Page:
Lots of people have heard of the running of the bulls in Pamplona, Spain, but did you know that in New Zealand, there is an annual running of the sheep? The Te Kuiti Shearing Championships Running of the Sheep is held in late March or early April. The Saturday afternoon event is part of the Great New Zealand Muster.

1 min read
Faces - The Magazine of People, Places and Cultures for Kids
November/December 2020

NEW ZEALAND: Land of the Hobbits… and So Much More

You might think that you don’t know very much about New Zealand, but chances are that you have seen it.

3 mins read
Faces - The Magazine of People, Places and Cultures for Kids
November/December 2020

New Zealand – High Five

Located in the southwestern Pacific Ocean, New Zealand is known for its stunning landscapes. New Zealanders are passionate about protecting their land and their culture. Here are five fascinating facts to get you started.

1 min read
Faces - The Magazine of People, Places and Cultures for Kids
November/December 2020

Living Above The Boiling Earth

You know immediately that something strange is going on in the city of Rotorua.

3 mins read
Faces - The Magazine of People, Places and Cultures for Kids
November/December 2020

Fuzzy Fruit

If you travel to Te Puke (teh POOK-ee), a town on the northern coast of New Zealand, you will see strange orchards. Instead of rows of trees, these orchards have rows of short wooden frames called pergolas, on which twining vines grow. The fuzzy, brown fruit that grows on these vines is the reason Te Puke calls itself the Kiwifruit Capital of the World.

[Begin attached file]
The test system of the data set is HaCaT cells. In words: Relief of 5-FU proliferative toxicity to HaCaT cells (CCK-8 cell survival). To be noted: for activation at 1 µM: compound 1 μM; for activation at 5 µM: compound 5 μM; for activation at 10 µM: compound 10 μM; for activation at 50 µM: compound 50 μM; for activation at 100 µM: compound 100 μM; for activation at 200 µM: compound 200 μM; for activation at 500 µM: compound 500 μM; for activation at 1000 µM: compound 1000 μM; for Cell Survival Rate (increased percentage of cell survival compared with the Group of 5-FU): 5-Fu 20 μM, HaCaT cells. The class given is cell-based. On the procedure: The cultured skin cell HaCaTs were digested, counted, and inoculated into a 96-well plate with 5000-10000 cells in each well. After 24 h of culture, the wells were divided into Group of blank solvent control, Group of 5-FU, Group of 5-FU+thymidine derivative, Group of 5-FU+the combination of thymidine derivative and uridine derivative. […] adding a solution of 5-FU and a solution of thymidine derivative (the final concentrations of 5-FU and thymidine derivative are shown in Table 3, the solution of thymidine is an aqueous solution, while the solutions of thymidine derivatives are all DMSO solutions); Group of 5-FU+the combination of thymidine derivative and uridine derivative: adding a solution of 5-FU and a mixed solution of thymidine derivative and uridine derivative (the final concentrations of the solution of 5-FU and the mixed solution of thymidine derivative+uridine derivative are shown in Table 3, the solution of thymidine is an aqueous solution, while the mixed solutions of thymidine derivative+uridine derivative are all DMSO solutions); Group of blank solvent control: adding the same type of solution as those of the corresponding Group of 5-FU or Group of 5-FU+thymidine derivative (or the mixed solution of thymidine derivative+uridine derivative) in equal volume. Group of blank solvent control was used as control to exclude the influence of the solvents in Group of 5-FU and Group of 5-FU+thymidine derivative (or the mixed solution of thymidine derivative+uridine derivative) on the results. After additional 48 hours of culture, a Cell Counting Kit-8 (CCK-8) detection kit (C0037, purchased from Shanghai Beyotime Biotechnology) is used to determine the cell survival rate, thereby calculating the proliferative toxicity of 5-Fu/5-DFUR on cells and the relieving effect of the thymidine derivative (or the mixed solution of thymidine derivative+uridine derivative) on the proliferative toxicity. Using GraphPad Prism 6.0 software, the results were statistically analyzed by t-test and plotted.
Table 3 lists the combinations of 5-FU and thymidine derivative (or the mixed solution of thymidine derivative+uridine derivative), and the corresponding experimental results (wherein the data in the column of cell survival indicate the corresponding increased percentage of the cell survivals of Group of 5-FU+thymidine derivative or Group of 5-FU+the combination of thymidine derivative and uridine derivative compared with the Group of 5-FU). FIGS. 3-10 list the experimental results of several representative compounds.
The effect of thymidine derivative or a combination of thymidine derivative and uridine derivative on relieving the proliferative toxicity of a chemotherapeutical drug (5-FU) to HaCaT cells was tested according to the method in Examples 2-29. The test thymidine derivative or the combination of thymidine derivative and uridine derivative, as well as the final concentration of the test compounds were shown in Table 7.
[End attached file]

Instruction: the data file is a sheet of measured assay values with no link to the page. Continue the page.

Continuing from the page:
3 mins read
Faces - The Magazine of People, Places and Cultures for Kids
November/December 2020

THE TOP SEVEN ANIMALS THAT VOTE

Would it surprise you to find out that animals hold elections? That’s right—there are democracies in the animal kingdom, too. Read on to find out about seven species that “vote” to make group decisions.

2 mins read
Faces - The Magazine of People, Places and Cultures for Kids
September 2020

VOTING DAY around the World

When it comes to elections in the United States, it’s pretty certain that most people will be voting on a Tuesday. The custom of voting on a Tuesday in November was established when many Americans were farmers. By November, the growing and harvesting seasons were over making it easier for farmers to leave their work and go vote.

2 mins read
Faces - The Magazine of People, Places and Cultures for Kids
September 2020

Old Enough to Vote?